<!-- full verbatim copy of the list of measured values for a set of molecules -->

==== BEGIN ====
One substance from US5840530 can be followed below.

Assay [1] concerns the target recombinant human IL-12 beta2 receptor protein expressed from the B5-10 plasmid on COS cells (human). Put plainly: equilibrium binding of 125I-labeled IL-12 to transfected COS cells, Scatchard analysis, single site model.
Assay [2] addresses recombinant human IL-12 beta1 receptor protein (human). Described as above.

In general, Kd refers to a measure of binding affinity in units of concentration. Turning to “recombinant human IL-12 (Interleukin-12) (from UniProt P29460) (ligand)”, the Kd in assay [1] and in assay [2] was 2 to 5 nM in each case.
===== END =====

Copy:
One substance from US5840530 can be followed below.

Assay [1] concerns the target recombinant human IL-12 beta2 receptor protein expressed from the B5-10 plasmid on COS cells (human). Put plainly: equilibrium binding of 125I-labeled IL-12 to transfected COS cells, Scatchard analysis, single site model.
Assay [2] addresses recombinant human IL-12 beta1 receptor protein (human). Described as above.

In general, Kd refers to a measure of binding affinity in units of concentration. Turning to “recombinant human IL-12 (Interleukin-12) (from UniProt P29460) (ligand)”, the Kd in assay [1] and in assay [2] was 2 to 5 nM in each case.